Around this time of year, it’s not uncommon for us as owners to indulge a little more than we normally would. Colder weather may also make you wonder whether your pet is getting enough to eat, so we’re looking at how much you should feed your pet.
Sadly, there’s no magic number we can give you to tell you exactly how much food you should be giving your pet. Every pet will be different, even within the same species (for example, a Chihuahua will have very different sized meals to a Great Dane). So if you’re unsure, we’d always recommend giving your vet or vet nurse a call and asking for their advice.
If you know your pet’s weight (ask your vet or vet nurse for the best way to weigh your pet), all pet food will have feeding guides on the packaging or the manufacturer’s website. This guide will tell you how much of that particular food your pet needs for their weight, which you should feed in weighed out portions. So, you’ll need to know the actual weight of your pet first, so you can decide whether they are underweight, overweight or the correct weight. You can then alter the amount you feed your pet based on whether they need to lose weight, gain weight, or stay as they are.
If after checking your pet's body condition score you’re worried that your pet is very overweight, then you may need extra help from your veterinary team. Pets that are obese may need a specific diet food, close monitoring and support during their weight loss journey. Your vet may even suggest some tests in case there is an underlying health condition. Most vet surgeries offer weight clinics, usually run by vet nurses who can offer you some great advice and ease the process of the weight loss. They’ll be open to a phone call too if you just need a little moral support.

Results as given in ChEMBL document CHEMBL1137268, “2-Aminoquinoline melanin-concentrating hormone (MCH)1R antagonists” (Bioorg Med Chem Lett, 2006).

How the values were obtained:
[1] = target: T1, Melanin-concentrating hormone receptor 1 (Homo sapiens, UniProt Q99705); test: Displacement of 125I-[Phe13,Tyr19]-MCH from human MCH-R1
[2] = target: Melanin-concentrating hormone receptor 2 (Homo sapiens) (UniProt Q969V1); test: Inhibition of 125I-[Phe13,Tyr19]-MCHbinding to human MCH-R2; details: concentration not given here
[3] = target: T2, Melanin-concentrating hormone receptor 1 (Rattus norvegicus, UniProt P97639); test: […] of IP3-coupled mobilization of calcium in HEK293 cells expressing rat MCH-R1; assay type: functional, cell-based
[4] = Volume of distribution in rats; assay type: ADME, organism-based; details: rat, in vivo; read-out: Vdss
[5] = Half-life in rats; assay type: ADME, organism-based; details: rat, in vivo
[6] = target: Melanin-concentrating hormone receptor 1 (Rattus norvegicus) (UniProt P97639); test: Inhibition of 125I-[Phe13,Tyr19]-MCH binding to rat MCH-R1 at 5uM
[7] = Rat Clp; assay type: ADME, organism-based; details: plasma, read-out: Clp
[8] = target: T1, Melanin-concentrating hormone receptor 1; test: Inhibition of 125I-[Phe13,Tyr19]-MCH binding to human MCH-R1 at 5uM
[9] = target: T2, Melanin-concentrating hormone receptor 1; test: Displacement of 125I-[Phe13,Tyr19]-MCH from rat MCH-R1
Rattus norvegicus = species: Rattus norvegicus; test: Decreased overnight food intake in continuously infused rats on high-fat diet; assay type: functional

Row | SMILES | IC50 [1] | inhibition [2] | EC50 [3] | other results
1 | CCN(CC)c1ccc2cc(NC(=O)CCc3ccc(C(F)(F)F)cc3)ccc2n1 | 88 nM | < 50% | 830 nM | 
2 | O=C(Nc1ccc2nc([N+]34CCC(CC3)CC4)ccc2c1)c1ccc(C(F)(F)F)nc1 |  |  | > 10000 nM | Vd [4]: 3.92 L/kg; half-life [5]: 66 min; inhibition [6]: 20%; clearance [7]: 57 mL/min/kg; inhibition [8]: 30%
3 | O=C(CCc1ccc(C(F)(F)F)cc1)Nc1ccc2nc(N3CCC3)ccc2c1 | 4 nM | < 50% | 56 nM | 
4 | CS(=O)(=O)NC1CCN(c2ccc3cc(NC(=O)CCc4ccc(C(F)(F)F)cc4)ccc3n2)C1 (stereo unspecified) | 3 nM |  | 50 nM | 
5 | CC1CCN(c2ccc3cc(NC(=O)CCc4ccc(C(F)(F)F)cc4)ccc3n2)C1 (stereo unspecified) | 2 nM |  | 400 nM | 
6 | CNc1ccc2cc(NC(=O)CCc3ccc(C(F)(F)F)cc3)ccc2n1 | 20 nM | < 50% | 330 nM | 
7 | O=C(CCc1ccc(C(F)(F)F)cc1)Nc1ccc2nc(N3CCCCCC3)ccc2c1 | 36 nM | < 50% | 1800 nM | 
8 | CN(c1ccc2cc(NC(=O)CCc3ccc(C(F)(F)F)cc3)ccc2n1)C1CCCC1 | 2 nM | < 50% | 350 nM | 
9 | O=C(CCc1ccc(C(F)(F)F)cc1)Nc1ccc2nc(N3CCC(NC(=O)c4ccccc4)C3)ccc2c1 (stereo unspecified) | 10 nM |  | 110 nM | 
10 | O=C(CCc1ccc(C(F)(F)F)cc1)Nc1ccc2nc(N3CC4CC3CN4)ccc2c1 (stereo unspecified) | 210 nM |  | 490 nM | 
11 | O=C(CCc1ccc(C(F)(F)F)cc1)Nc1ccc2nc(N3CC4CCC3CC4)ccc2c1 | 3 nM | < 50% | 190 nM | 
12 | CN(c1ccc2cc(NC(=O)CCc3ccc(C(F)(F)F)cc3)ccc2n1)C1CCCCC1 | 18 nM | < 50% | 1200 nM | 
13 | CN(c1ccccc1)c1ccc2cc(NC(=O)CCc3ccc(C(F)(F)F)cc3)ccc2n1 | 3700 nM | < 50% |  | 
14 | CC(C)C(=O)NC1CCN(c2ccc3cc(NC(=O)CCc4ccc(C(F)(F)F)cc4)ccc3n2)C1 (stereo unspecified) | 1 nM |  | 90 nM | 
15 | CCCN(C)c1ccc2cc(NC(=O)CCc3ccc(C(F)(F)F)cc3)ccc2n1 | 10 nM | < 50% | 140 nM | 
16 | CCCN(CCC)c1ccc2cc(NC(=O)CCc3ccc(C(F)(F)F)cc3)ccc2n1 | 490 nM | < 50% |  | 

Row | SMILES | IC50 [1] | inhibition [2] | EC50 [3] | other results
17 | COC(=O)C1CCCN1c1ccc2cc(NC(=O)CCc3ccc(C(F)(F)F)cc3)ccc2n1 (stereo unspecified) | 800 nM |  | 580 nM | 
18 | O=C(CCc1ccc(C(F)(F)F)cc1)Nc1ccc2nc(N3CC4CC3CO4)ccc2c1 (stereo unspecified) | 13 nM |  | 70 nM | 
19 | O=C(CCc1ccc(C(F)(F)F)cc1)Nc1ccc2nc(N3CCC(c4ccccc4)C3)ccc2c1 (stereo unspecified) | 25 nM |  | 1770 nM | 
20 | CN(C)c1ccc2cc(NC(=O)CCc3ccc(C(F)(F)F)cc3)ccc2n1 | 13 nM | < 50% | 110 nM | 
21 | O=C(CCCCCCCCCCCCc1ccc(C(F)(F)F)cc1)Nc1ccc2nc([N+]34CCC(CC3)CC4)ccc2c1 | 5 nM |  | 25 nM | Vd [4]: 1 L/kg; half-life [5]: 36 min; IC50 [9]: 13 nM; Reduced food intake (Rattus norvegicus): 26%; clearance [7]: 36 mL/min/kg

We’d always recommend feeding your dog or cat a high quality, complete, commercially available pet food as this will make sure they’re getting all the nutrients they need. You can stock up on vet-approved food in our online shop.
What affects how much my pet should be eating?
There are a number of things that have an impact on how much you should be feeding your pet. These include:
- What food they’re currently on
- Their weight
- Their age
- Their activity levels
- Any medical issues they may have.
Even though it’s getting a little colder at the moment, this isn’t something that should impact how much you feed your pet. As long as they have a warm bed to curl up in, they’ll be happy without any extra winter weight gain!
It’s really important to make sure your pet is weighed regularly and you keep an eye on their body condition score. This will help you keep their weight in check and better understand how much they should be eating.
You can read more about how to tell whether your pet is overweight on our Hub pages:
Should I feed my pet more over the holidays? Can they have a Christmas dinner?
We wouldn’t recommend giving your pet extra food over the Christmas period (or any other time of the year) unless they are underweight and your vet tells you to. Extra food can quickly lead to even the most active pets becoming podgy couch potatoes, which isn’t very nice for them and is super unhealthy.
If you want to give your pet an extra treat here and there over the holidays, remember to reduce the amount of food they have in their main meals to make up for the extra calories. Treats shouldn’t make up more than 10% of your pet’s daily food allowance. You might also want to consider whether your pet would prefer a new toy or some extra playtime instead of a food treat.
We’d generally recommend avoiding giving your pet an actual Christmas dinner. There are lots of things in our food that are really unhealthy and even dangerous for dogs and cats. Have a look to see if your pet food manufacturer does a Christmas-themed flavour of your pet’s favourite food as a healthy alternative.
If you really can’t resist giving your pet a little of your roast dinner, take a look at our free guides to find out what parts of a Christmas dinner are safe for dogs and cats:
Remember to always feed your pet treats in moderation and keep an eye on their weight!